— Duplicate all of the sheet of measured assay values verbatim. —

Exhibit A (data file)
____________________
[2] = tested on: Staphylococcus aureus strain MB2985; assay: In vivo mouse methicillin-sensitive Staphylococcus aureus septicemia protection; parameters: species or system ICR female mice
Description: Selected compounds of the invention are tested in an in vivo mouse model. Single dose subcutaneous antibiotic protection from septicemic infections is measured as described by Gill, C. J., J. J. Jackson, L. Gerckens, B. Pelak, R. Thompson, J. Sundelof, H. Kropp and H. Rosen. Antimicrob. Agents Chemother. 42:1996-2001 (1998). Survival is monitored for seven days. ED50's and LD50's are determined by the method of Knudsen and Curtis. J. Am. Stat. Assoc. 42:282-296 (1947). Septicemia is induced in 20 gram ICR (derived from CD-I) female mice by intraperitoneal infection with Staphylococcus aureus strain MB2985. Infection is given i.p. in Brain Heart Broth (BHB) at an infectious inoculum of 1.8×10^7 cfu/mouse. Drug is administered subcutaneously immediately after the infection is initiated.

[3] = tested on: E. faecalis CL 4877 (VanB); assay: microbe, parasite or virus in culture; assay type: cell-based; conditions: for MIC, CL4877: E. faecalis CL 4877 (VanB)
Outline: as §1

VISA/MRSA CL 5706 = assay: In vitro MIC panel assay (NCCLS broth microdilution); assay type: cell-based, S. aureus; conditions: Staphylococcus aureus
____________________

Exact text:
[2] = tested on: Staphylococcus aureus strain MB2985; assay: In vivo mouse methicillin-sensitive Staphylococcus aureus septicemia protection; parameters: species or system ICR female mice
Description: Selected compounds of the invention are tested in an in vivo mouse model. Single dose subcutaneous antibiotic protection from septicemic infections is measured as described by Gill, C. J., J. J. Jackson, L. Gerckens, B. Pelak, R. Thompson, J. Sundelof, H. Kropp and H. Rosen. Antimicrob. Agents Chemother. 42:1996-2001 (1998). Survival is monitored for seven days. ED50's and LD50's are determined by the method of Knudsen and Curtis. J. Am. Stat. Assoc. 42:282-296 (1947). Septicemia is induced in 20 gram ICR (derived from CD-I) female mice by intraperitoneal infection with Staphylococcus aureus strain MB2985. Infection is given i.p. in Brain Heart Broth (BHB) at an infectious inoculum of 1.8×10^7 cfu/mouse. Drug is administered subcutaneously immediately after the infection is initiated.

[3] = tested on: E. faecalis CL 4877 (VanB); assay: microbe, parasite or virus in culture; assay type: cell-based; conditions: for MIC, CL4877: E. faecalis CL 4877 (VanB)
Outline: as §1

VISA/MRSA CL 5706 = assay: In vitro MIC panel assay (NCCLS broth microdilution); assay type: cell-based, S. aureus; conditions: Staphylococcus aureus